In a strange way, the new rule may be of special benefit to the Orioles. Baltimore's excellent starting staff pitched 62 complete games in 1972. "I think that if the rule had been in effect then," Weaver says, "we would have had 100 complete games. Very often Mike Cuellar or Pat Dobson would give up a run early and then get stronger as he went along. The fact that we didn't score much often meant that the starter had to come out when he was behind 2-1 or 1-0; we had to try to get a run. Now the pitcher will not have to come out in such circumstances." Overnight Baltimore gains a big plus.
"Since the rule is new nobody knows exactly how it will work out," Weaver continues. "I think you might use a player with 10 or 12 years of experience as your designated hitter—one who is slow in the field or maybe has a sore arm. That way you wouldn't lose his bat when you would normally take him out for a defensive replacement in the game. It may be possible to carry fewer pitchers. Instead of 11 or so you might need less. Still, if you play a Saturday game and have to come back with a doubleheader on Sunday, and you get pretty well chewed up in that Saturday game, you are going to use a lot of pitchers anyway."
Elements of baseball that have been treasured by purists are going to undergo some drastic changes. A good-hitting pitcher like Terry Forster of the White Sox (.463 over his first two seasons in the majors) would appear to be penalized, though a really good-hitting pitcher could be declared a designated hitter for a poor-hitting pitcher. Forget about applauding the starting pitcher when he comes to bat late in the game. He won't be coming to bat. He will have to get his hand as he goes to or from the mound. The stalling of the lead-off man before he steps into the batter's box so that the pitcher can get a breather in the dugout after his batting chore will also be a thing of the past. And that tedious business of whether the pitcher is or is not going to wear his jacket in those rare instances when he reaches first base will blessedly be abandoned. Best of all, the game's dreariest dead moment—the reliever's ride from the bullpen to the mound—will occur far less frequently.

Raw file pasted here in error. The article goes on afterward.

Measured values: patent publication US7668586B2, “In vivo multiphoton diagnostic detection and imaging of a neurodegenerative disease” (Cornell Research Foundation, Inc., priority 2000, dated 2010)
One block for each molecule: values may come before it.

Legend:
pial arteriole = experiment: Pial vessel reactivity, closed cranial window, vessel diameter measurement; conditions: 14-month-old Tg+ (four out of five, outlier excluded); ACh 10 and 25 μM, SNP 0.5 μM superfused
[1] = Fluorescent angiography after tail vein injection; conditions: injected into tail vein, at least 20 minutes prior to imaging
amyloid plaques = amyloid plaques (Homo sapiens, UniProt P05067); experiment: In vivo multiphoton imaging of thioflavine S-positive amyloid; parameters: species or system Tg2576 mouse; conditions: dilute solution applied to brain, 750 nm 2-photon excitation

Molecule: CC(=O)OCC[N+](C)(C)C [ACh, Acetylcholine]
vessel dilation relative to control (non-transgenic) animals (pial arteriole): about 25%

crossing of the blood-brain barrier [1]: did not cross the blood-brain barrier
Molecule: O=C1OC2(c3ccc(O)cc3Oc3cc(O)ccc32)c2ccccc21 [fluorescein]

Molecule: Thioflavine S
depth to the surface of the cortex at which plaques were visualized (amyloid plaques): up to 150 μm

Retaliation against a pitcher who throws at hitters is another fascinating matter that will need some thought. How to accomplish it? A man can show a ton of courage if he is able to knock hitters down without fear of finding something stuck in his own ear.
The Angels could be one of the teams most helped by the rule. In 1972 they compiled a set of remarkably frustrating statistics. California actually outhit Oakland, Chicago, Detroit and Baltimore, but was the worst in the majors at scoring runs. Bob Oliver led the Angels with 70 runs batted in (in 134 games, after being traded from Kansas City), but nobody else had as many as 50.
"Speaking from a selfish point of view," says Angel General Manager Harry Dalton, "I like the rule. When Frank Robinson feels up to working only half a day, he could be our designated hitter. So could Oliver or Vada Pinson. I do not see the designated hitter always hitting in the nine hole. Far from it. I can see him in the three, four and five spots, too. And the fans are going to do a lot of guessing about who the designated hitters are going to be."
Absolutely. It seems the American League has said something very important to the National: "It's time for a change, and we are going our own way." Right now, three very big men in baseball are standing on a hilltop with skis on. Their names are Bowie Kuhn, who backed the play; Joe Cronin, whose American League will reap the harvest or the whirlwind; and Chub Feeney, the president of a National League that chose to stand fast. In early April they all start down the hill. It is going to be some kind of ride.